A lot has been made of inconsiderate or downright criminal motorists who maim, “door,” and torment bicyclists in this vast road map of a town we call Los Angeles.
But you hear much less about the peddle-power punks on two wheels who can wreak havoc despite their comparative lack of horsepower.
Ana Beatriz Cholo, a media relations manager at the Milken Family Foundation in Santa Monica, encountered just such a rider in L.A. last month, and her life will never be the same.
It happened Sept. 22 at the intersection of the Braude and Ballona bike paths near Marina Del Rey as Cholo was on her Trek Madone 4.5 carbon racing bike heading south to her home in Manhattan Beach, she said.
A cyclist who was passing slower, right-lane traffic by using the left lane reserved for opposing riders slammed into Cholo head-on, she said.
Her right wrist was crushed between both bikes' handlebars, she said, and she suffered four bone fractures.
Even with her wrist limp and Cholo experiencing “the worst pain I ever felt,” she asked the guy, “Why were you going so fast in my lane?”
She said he had a mumbling, defensive answer and that, as she was lifted into an ambulance by paramedics, he said, “Good luck.”
The rider appeared to be experienced, Cholo said. He wore toe clips and a helmet.
But she never got a chance to get his name, and now she is looking at five-figure hospital bills.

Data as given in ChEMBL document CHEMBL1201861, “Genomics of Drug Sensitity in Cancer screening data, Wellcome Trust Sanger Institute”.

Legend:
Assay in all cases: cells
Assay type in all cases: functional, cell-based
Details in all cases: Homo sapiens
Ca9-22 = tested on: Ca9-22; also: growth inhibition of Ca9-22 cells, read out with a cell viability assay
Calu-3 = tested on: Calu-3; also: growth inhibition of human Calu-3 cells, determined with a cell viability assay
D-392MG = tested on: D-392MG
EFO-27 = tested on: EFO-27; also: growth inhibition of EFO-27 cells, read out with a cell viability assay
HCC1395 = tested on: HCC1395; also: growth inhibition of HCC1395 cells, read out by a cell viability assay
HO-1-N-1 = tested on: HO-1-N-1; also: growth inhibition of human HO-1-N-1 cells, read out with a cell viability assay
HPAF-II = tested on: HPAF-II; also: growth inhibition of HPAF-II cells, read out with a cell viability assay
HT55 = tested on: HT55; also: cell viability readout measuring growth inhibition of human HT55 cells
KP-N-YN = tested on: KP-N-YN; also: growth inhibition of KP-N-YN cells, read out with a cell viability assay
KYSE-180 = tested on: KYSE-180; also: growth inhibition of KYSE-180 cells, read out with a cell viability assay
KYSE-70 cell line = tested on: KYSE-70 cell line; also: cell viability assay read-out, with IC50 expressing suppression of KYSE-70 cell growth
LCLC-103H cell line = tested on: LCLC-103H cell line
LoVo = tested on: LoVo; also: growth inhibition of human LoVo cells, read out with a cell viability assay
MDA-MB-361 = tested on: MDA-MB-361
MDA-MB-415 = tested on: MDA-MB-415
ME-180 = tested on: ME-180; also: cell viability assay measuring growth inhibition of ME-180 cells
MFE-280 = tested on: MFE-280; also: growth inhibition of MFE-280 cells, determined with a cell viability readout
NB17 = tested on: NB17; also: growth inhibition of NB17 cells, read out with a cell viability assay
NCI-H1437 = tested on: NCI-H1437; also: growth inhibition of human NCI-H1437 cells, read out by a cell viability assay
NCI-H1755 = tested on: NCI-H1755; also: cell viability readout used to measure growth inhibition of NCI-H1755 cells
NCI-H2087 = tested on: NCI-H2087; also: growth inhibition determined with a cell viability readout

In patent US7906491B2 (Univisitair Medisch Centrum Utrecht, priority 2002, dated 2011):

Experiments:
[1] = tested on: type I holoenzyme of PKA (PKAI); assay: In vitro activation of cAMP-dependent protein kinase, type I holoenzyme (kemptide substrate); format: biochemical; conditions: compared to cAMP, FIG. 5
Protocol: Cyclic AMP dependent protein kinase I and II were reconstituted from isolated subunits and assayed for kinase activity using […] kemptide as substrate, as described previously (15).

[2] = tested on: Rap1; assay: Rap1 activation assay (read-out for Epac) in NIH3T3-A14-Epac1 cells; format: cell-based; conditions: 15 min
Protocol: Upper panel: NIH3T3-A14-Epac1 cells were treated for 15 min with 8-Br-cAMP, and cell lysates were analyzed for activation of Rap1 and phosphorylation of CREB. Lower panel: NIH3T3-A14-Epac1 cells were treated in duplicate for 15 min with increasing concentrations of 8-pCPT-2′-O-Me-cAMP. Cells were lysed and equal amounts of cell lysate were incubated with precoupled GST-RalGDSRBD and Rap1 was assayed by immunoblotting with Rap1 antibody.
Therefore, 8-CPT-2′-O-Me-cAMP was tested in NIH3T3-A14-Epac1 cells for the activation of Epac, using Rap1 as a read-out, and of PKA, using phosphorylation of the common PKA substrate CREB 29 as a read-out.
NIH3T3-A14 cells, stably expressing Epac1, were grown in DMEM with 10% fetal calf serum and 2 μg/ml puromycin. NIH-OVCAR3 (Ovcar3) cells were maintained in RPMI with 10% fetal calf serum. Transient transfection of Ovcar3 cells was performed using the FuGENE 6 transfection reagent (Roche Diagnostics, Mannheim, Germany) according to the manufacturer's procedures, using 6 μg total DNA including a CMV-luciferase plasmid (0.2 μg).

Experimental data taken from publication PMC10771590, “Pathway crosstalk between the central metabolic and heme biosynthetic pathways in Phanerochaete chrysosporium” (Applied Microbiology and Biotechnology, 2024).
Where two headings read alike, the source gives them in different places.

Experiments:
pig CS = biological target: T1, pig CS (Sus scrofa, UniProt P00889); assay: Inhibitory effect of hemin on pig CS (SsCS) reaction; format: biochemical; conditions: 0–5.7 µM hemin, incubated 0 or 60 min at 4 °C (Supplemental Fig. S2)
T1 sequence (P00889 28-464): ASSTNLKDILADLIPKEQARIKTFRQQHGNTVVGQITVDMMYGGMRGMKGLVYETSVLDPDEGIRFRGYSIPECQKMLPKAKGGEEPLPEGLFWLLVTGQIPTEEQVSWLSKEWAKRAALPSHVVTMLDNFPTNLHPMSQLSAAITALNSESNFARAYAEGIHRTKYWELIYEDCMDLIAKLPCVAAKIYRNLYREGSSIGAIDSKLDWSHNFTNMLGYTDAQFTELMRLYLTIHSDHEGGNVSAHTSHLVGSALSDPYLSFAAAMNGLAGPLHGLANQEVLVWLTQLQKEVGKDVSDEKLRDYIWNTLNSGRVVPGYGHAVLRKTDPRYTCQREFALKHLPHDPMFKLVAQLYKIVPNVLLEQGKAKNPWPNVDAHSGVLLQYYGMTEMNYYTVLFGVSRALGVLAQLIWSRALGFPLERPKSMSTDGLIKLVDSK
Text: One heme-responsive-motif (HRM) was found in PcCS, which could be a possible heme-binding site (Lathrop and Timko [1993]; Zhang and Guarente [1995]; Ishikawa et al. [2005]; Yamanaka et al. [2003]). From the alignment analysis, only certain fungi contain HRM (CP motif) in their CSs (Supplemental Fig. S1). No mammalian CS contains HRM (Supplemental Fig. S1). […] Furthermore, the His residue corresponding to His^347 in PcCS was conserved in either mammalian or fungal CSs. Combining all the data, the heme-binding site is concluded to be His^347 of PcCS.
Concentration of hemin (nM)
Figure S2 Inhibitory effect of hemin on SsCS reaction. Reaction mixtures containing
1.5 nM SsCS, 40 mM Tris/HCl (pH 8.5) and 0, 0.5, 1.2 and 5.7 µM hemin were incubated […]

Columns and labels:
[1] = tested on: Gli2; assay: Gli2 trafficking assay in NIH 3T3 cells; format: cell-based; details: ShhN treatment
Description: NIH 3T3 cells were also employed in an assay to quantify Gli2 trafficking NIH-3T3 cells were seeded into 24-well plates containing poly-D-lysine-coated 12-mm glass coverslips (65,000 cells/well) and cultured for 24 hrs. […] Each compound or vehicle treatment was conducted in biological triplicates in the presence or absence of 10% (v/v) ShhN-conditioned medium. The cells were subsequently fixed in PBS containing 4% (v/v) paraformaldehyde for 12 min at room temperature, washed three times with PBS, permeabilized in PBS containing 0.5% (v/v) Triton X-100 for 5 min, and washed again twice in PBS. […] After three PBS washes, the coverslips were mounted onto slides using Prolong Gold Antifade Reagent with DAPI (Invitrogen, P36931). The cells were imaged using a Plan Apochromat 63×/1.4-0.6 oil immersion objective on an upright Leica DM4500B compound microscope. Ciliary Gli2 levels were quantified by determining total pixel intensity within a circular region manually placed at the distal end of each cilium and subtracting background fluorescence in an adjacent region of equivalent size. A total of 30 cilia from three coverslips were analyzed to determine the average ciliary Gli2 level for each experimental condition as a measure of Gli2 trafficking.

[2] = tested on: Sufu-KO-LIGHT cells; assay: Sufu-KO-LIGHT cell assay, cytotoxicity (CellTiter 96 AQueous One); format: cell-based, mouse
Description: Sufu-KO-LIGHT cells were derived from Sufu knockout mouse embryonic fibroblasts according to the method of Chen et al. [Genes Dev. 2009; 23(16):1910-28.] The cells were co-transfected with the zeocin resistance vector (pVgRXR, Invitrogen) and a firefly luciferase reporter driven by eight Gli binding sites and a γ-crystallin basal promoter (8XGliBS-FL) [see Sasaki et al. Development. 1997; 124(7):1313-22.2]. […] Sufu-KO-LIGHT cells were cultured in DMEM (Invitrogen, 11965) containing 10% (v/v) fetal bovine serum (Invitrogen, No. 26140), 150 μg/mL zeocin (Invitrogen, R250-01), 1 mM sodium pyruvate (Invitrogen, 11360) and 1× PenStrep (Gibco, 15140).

Cholo was in the third week of a new job and planned to commute by bike to Santa Monica three times each week. The other two days of the week she would drive and use the car to pick up her son for shared-custody time.
Now both of those things will be much more difficult, she said. Her car is a stick shift and her hand is not usable. She's looking at a metal plate and seven screws in her wrist, a sling and soon, a cast, Cholo said.
Cholo now takes two buses to work, a 90-minute proposition. She gets home at 8:30 p.m., she said.
But wait, there's more: Because Cholo just started a new job, she won't be able to sign-up for health insurance until open enrollment next month. So her medical bills are all her own.
That's why she started a crowdfunding campaign on GoFundMe.com—to help defray some of those costs. But people are pitching in more than money. Her hairdresser gave her free hair coloring, she said.
Her boss is also helping out, Cholo said. She bought lunch and a voice-recognition system that lets Cholo do at least some work without typing.
“What's kind of ironic is that cars are scary,” she said. “When you get to the bike path you breathe a sigh of relief: I'm safe. And then this happened. It came as a shock that another cyclist could cause this much damage.”
Cholo said she's not going to call the police or try to hard to find the rider. The experience will not stop her, however, from moving forward.
“I will get back on the bike,” she says.